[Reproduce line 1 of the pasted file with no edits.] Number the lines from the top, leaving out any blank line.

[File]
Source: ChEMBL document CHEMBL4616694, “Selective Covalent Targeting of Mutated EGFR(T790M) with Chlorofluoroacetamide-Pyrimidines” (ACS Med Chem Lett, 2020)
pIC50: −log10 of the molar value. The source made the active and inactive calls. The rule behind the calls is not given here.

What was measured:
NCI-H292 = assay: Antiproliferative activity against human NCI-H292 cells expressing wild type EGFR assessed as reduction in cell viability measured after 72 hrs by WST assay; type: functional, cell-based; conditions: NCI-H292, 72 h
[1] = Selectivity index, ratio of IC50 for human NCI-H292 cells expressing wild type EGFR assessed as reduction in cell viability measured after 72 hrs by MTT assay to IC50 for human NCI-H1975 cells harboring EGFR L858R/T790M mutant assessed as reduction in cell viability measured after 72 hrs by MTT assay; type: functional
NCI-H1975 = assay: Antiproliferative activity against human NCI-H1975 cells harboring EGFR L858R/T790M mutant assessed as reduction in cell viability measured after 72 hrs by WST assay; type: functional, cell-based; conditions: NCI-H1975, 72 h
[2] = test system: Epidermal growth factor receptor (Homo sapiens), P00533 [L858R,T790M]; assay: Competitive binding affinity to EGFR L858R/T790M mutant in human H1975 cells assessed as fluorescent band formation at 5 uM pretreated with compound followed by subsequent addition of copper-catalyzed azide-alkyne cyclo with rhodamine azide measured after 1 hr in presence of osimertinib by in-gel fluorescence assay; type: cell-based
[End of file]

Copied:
Source: ChEMBL document CHEMBL4616694, “Selective Covalent Targeting of Mutated EGFR(T790M) with Chlorofluoroacetamide-Pyrimidines” (ACS Med Chem Lett, 2020)